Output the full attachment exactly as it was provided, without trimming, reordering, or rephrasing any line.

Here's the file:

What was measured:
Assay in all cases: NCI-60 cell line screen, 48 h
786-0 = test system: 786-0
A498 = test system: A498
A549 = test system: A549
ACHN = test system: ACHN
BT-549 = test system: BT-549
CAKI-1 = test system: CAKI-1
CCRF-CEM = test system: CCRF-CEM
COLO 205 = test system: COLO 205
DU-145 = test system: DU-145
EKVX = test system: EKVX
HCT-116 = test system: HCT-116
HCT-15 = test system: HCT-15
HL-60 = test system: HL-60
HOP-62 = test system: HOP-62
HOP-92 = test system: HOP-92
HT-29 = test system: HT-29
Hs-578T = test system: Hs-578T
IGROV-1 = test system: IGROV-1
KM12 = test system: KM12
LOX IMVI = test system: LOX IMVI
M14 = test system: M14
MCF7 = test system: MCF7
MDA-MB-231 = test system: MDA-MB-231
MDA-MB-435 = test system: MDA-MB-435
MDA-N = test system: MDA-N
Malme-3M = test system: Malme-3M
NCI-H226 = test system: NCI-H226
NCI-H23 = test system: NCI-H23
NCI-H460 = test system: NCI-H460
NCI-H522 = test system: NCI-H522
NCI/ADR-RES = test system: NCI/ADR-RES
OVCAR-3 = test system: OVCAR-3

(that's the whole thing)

What was measured:
Assay in all cases: NCI-60 cell line screen, 48 h
786-0 = test system: 786-0
A498 = test system: A498
A549 = test system: A549
ACHN = test system: ACHN
BT-549 = test system: BT-549
CAKI-1 = test system: CAKI-1
CCRF-CEM = test system: CCRF-CEM
COLO 205 = test system: COLO 205
DU-145 = test system: DU-145
EKVX = test system: EKVX
HCT-116 = test system: HCT-116
HCT-15 = test system: HCT-15
HL-60 = test system: HL-60
HOP-62 = test system: HOP-62
HOP-92 = test system: HOP-92
HT-29 = test system: HT-29
Hs-578T = test system: Hs-578T
IGROV-1 = test system: IGROV-1
KM12 = test system: KM12
LOX IMVI = test system: LOX IMVI
M14 = test system: M14
MCF7 = test system: MCF7
MDA-MB-231 = test system: MDA-MB-231
MDA-MB-435 = test system: MDA-MB-435
MDA-N = test system: MDA-N
Malme-3M = test system: Malme-3M
NCI-H226 = test system: NCI-H226
NCI-H23 = test system: NCI-H23
NCI-H460 = test system: NCI-H460
NCI-H522 = test system: NCI-H522
NCI/ADR-RES = test system: NCI/ADR-RES
OVCAR-3 = test system: OVCAR-3